When a couple has serious issues in their relationship, it can be challenging to see the underlying issues contributing to their problems. A mediator lends an objective perspective and helps couples explore the sources of their conflicts and work towards positive change. They also help couples find common ground and develop strategies for dealing with future problems.
A key goal of mediation services is to address the needs of all involved parties – both the individuals and those of outside parties, such as children. Some mediators specialize in divorce mediation, helping couples through the process of dissolving their marriage and addressing the division of property or child custody disputes. Research indicates that more than half of those who use mediation services do so for divorce proceedings. Others focus on family mediation, which has the goal of helping families navigate conflicts before they end in divorce. Mediators usually have special training and certification to help them achieve these goals. The following are five key goals of relationship mediation:
1) Helping Couples Explore Their Differences
A mediator assists couples in exploring their primary areas of disagreement. One way this can be helpful is by focusing on uncovering underlying issues that might be contributing to problems between partners, instead of just on specific problematic behaviors or instances where partners are making each other unhappy. When negative behaviors are reduced, relationships tend to improve overall because both people feel safer sharing deeper emotions. Mediation helps partners understand their individual while also fostering mutual understanding within the relationship.
2) Helping Couples Identify Issues That Impact Children and Others in the Family
Family mediation is another critical aspect of relationship mediation, specifically when it comes to navigating the conflict between parents and ensuring children’s needs are met. The process involves the mediator approaching the family system as a whole rather than focusing on each family member separately. For instance, Conscious Family Firm provides a third party like a mediator who can help both parents communicate more effectively about their child and how they plan to do right by them in the future (such as with or without visitation rights). The goal here is not necessarily to reach an agreement, but rather to foster improved communication that facilitates decisions that will benefit all involved parties, including children, if applicable.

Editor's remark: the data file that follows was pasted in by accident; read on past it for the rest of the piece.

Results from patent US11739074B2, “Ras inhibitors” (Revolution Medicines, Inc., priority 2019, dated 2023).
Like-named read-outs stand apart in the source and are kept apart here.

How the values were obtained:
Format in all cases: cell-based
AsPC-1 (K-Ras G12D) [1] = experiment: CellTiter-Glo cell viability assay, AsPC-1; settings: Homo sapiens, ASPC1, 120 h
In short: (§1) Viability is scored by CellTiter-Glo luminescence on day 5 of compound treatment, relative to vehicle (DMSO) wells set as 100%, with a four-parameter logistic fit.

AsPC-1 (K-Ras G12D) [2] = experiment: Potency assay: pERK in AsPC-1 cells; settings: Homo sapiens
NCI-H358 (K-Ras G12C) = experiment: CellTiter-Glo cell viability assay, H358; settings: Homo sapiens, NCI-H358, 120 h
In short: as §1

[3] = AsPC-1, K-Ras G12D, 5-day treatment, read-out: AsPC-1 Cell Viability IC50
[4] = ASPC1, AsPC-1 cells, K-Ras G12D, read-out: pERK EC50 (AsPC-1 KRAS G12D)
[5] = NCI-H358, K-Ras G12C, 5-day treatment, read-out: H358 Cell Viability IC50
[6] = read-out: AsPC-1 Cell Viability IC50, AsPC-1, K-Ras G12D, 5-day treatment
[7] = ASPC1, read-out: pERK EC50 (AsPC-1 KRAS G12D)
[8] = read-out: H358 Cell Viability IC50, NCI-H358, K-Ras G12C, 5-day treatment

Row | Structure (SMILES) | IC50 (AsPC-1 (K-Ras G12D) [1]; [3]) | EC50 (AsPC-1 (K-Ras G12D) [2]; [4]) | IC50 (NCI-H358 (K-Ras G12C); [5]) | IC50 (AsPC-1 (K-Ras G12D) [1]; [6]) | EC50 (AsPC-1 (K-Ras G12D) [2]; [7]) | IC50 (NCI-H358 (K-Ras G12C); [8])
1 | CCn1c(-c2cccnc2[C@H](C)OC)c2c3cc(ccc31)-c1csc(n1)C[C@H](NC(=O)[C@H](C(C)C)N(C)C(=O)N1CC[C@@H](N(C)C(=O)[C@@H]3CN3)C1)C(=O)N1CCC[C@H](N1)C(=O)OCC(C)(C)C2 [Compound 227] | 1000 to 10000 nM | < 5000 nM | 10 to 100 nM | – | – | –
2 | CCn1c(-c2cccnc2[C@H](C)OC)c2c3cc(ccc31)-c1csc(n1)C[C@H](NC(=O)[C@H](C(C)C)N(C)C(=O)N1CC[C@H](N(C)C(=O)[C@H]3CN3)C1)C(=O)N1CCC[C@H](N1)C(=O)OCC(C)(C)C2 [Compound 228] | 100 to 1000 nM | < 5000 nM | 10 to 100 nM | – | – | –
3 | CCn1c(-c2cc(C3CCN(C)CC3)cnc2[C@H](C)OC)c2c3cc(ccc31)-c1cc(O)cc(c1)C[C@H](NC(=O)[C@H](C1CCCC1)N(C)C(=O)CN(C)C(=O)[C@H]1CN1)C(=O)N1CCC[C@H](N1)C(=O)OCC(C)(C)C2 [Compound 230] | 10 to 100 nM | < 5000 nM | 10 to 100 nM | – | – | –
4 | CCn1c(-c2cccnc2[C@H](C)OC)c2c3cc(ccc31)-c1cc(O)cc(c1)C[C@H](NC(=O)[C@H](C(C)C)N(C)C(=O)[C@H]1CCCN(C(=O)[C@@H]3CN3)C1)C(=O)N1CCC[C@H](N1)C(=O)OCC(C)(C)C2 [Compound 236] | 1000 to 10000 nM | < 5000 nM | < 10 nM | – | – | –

3) Addressing Communication Problems
Mediators help couples improve communication by teaching them better listening skills and helping them understand the source of their disagreements. Couples are encouraged to listen actively, rather than just waiting for their turn to talk or for the other person to shut up so that they can speak. That also means taking responsibility for one’s happiness or unhappiness in a relationship; this is known as having an internal locus of control. For instance, some people feel unhappy because they don’t think that their partner listens closely enough during conversations. However, if they look inwardly at how they communicate with another person (perhaps mirroring some of their partner’s behavior), it could make them happier. Therefore, they will resolve the problem between them and their partner without the other person changing at all.
4) Identifying and Addressing Mutual Needs and Interests
A mediator can help partners who share common interests to see each other’s side or perspective more clearly. This process is crucial for couples whose identities are tied up in their relationship; they may feel like giving up on themselves if they can’t make the relationship work (through a divorce). Teaching partners how to become their own best advocates, particularly when advocating for one’s needs and wants, helps them learn to negotiate with one another instead of resorting to conflict-avoidance as a way of life.
5) Shifting from Positions Back to Problem-Solving
Couples often get locked into a few specific positions, like refusing to budge on areas of disagreement or getting stuck in the same old arguments about who is right and who is wrong. A relationship mediator can help partners dig deeper into issues that they don’t understand because it’s difficult to identify each other’s feelings if you’re too busy fighting about whose feelings are more important. That also includes learning to work towards solutions together instead of fighting over who gets what, a much easier goal for both people involved.